The phrase “the one who practices righteousness” occurs three times in this pericope (i.e., in 2:28-3:10; whereas in v. 10 it is negated). Further, the word “born of” will occur ten more times in 1 John (2:29; 3:9 [2x]; 4:7; 5:1 [3x], 4, 18 [2x]). “In every case other than 2:29 God is explicitly mentioned as the one by whom those concerned are brought to birth” (Kruse, 114).
What does it mean to be born of God? In John 1:12-13 we read: “But to all who did receive him, who believed in his name, he gave the right to become children of God, who were born, not of blood nor of the will of the flesh nor of the will of man, but of God” which is also explained in John 3 in the encounter Jesus has with Nicodemus. To be born of God is to have put your trust in Jesus and come under his Lordship.   
Brown (388) and leaning on him Kruse (114) take the “so that” – clause (in 3:1) as epexegetical. Thus the amazing love God has for us is that we are called children of God. “To be called children of God is an immense privilege because it means that God himself has chosen us to be in his family” (Kruse, 115; see again John 1:12-13). Some see this to be an “emotional aside” (cf. Brown, 422). Yet it also is chore to the NT believers’ faith!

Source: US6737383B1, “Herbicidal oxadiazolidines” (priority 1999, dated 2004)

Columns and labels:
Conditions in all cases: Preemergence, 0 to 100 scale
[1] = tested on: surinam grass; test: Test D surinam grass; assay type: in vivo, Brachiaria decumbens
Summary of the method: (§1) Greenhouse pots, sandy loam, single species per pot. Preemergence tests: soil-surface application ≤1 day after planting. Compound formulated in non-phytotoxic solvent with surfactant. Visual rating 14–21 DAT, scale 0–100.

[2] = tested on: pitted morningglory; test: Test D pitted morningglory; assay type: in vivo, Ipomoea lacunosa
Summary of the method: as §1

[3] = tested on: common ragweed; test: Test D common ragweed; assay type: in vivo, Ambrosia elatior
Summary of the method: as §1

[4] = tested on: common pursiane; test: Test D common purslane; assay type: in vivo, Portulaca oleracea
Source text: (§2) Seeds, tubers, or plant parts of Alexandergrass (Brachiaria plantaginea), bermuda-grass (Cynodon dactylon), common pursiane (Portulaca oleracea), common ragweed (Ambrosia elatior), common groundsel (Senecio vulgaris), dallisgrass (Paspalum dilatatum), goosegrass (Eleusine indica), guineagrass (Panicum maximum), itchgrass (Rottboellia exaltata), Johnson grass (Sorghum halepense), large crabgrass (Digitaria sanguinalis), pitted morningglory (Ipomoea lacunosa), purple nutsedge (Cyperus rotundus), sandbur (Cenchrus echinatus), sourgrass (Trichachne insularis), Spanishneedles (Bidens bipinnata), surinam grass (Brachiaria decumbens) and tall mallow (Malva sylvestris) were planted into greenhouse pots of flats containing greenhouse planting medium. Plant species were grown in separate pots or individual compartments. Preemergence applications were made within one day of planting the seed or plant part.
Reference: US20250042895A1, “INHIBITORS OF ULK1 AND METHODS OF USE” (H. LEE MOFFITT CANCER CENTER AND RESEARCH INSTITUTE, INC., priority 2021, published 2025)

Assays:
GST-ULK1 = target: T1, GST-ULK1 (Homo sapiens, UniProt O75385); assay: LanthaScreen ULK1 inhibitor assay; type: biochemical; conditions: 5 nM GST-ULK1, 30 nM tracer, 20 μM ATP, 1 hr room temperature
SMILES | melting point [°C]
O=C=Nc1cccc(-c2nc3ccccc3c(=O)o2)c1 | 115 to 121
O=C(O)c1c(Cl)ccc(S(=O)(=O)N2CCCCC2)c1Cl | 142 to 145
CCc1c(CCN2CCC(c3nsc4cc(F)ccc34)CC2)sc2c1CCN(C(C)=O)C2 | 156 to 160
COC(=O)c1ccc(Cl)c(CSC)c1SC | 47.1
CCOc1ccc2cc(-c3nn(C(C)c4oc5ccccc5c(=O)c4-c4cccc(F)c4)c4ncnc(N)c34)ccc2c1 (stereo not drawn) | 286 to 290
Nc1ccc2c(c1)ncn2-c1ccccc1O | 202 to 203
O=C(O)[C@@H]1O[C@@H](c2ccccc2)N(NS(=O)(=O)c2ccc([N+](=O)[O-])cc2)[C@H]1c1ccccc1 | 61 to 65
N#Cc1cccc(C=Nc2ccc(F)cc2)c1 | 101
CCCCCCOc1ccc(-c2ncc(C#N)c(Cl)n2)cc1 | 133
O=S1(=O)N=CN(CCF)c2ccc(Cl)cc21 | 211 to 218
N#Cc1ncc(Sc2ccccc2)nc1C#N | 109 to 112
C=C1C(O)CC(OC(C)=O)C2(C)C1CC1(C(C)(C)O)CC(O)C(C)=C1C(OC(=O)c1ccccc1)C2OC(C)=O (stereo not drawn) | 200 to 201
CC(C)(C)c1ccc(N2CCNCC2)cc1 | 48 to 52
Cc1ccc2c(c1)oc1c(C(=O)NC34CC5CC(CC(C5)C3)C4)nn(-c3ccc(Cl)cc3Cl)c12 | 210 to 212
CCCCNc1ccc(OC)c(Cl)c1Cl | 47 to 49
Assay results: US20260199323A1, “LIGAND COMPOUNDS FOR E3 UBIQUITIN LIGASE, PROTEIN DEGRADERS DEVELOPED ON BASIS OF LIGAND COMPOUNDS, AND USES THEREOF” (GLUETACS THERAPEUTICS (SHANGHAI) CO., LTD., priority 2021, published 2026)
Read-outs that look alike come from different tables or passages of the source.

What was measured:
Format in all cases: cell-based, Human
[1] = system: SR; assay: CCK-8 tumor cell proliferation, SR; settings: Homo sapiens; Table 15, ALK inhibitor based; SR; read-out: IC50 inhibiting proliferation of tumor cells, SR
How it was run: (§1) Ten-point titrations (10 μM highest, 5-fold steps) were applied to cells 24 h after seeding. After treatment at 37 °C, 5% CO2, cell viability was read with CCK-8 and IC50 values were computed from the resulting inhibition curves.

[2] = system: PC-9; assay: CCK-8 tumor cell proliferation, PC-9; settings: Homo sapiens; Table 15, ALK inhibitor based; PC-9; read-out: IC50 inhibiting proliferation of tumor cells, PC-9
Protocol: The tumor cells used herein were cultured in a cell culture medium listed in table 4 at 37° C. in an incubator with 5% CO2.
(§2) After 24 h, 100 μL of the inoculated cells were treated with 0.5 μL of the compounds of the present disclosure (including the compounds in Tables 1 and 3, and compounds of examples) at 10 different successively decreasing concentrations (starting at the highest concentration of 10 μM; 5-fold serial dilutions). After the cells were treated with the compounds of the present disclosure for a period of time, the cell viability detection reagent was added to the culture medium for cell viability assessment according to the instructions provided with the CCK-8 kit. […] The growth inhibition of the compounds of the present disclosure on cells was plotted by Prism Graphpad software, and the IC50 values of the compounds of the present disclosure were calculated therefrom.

Again we have some ambiguity as to who the reference is in the last clause (“him”). Kruse maintains that Christ is to be the preferred reference because “in the rest of 1 John it is always Jesus Christ come in the flesh whose true identity is in question (2:22–23; 4:2–3; 5:1, 5, 10), never that of the Father” (115) and also cites John 1:10 as a parallel.
This text (3:2) renders “sinless perfection” as impossible, at least before Christ’s return. This is no excuse for sin, we need to strive for a blameless and good conscience and this is something which can be achieved.
Here in 3:3 we have the only reference to “hope”. Brown suggests that this is because of Johannine stress on realized eschatological and that since the previous context mentioned the Parousia the hope is now introduced (396).
Kruse (116-17) observes that the verb “to purify” is “found only seven times in the NT. It can have either ceremonial or moral connotations. So in John and Acts it is used consistently in relation to ceremonial purification (John 11:55; Acts 21:24, 26; 24:18). However, in James 4:8 (‘purify your hearts, you who are double minded’) and in 1 Peter 1:22 (‘having purified yourselves by obeying the truth’) hagnizō definitely denotes moral purification, and this is what it means in the present context where people purify themselves in order to be pure as Christ is pure.”
Again we have imitation language (see 2:29).  Witherington sees correctly the practical implication for the believer here: “in the meantime the believer must be striving to be ever more like Christ in life and behavior” (498).